Arduino Halloween Project: Twitching Eyeball Pumpkin

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Halloween is near, and I’ve had a lot of requests for another Arduino Halloween Project. If you didn’t get a chance to look at my Animated Skull project, definitely check that one out too!

For this activity, we’re going to be making Twitching Eyeball Pumpkins. (Shoutout to 68percentwater for this idea!) The goal is to scare people with this monster-like decor! This project is really fun to do with the family or independently for fun. Set aside a half-day to carve, assemble, wire, and code your very own Twitching Eyeball Pumpkin.

Carve your Pumpkin

I highly recommend using a “funkin” or foam, synthetic pumpkin for this project. Funkins can be carved like regular pumpkins and will avoid all of the “guts” (and glory) that could damage your Arduino and Electronics. If you do decide to get a real pumpkin, you’ll have to place your Arduino and wiring into a plastic bag or case. Again, I highly recommend just opting for the funkin and making your life easier! (Plus, funkin is really FUN to say!)

Once you have your pumpkin picked out, it’s time to carve the pumpkin. Remove the insides as if you were making a jack-o-lantern. Then create some eye slots. Buy a bag of 12 to 20 plastic eyeballs, and cut the holes slightly smaller than the eyeballs. You’ll need one hole per eyeball. If you want the cuts to look cleaner, use a hole saw kit with a drill. Space out the eye slots so that they’re well distributed across the surface of the pumpkin. Next, carve out a mouth. Feel free to make this whatever shape you’d like! For added effects, buy glow-in-the-dark eyeballs!

Now we’re ready to build some eyeball assemblies!

Twitching Eyeball Servo Assemblies

We’ll be using twelve 9g servos (one servo per eyeball), wooden dowels, paper clips, and 1″ PVC pipe couplings to make our twitching eyeball assembly.

First, drill a nail through the middle of eyeball. Then, place the eyeball on the outside of the PVC pipe coupling. Make sure the eye faces outwards. Use hot glue over the nail (top and bottom) to secure the eyeball to the outside of the PVC pipe coupling.

Then cut 1″ of the wooden dowel. Drill a small hole into the end of the wooden dowel. Secure the dowel to the back of the eyeball with hot glue. Next, connect the wooden dowel to the plastic servo horn with a paper clip.

Finally, mount the servo to the outside of the PVC pipe coupling using hot glue. Then secure the servo horn to the servo with a screw.

Repeat this process eleven more times or until you’ve created all of your eyeball assemblies. When you’re finished, move on to wiring up the electronics.

Arduino Halloween Project Electronics

We’ll be using an Arduino Uno for this project. If you’d like to practice your soldering skills, pick up a prototyping shield and solder your wires to it using the diagram below. Otherwise, use a breadboard, and create your connections. If you’re looking for a really clean, easy way to set this project up, just pick up a Sensor Shield V5.0 for Arduino Uno.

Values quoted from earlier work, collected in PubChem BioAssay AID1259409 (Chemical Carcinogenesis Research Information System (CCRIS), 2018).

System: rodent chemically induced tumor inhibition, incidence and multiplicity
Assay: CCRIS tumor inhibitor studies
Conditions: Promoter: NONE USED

You’ll notice that we’ve created 4 groups of 3 servos/eyeball assemblies. Each group will run off of the same signal pin. (More about this in the software section). I chose to use pins 11, 10, 6, and 5, but feel free to choose any available PWM pins for these groups.

We’ll use 18650 rechargeable batteries and a battery holder with switch to power the electronics. This will connect into the barrel jack on the Arduino. You can also power the system with 4X AA batteries and a AA battery holder.

Once you have your system wired up, it’s time to write the code.

Program Eyeball Twitches

We’ll use the Servo class to help with this project. As I mentioned before, we want to create four groups of three servos. Each group will be driven off of the same signal pin. Therefore, three servos will share the same movement or pattern. This is beneficial because we are limited to six PWM pins. We only need four for this project.

The idea behind the code is to randomly select a position for each group, move the servo into position, delay, then move back to the starting position. If you’ve never worked with Arduino before, I recommend learning the four steps to writing any Arduino program, before proceeding with this project.

Give the code a shot on your own. If you get stuck you can download the example code below. Remember, if your goal is to use this project as a learning experience, it’s not wise to start off with the example code. Try to solve the code on your own, then use the sample code to compare your work.

[pretty-locker id=”339508″]

Download the Sample Code Here (.ino)

When you’re finished, you should have something similar to below!

Again, thanks to 68percentwater for the inspiration behind this project. If you have any comments or suggestions to make this pumpkin scarier, comment below! If you enjoy these types of projects, be sure to follow us on Facebook (@learnrobotics). We send special tutorials, discounts, and announcements to our community.

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4 Responses

  1. How long would the batteries last in a typical set-up. I’ve seen this project elsewhere and one of the big problems expressed was the amount of current that the servos draw. Is this an issue?

    1. Jason, good point. Yes, the batteries will drain if you’re planning to keep it running. Depending on what battery you use this could be 20 hours to a day. Arduinos are constantly drawing current ~15mA a cycle even if they’re doing nothing. I recommend keeping it plugged into a wall adapter for the time you’re planning on having it on display.

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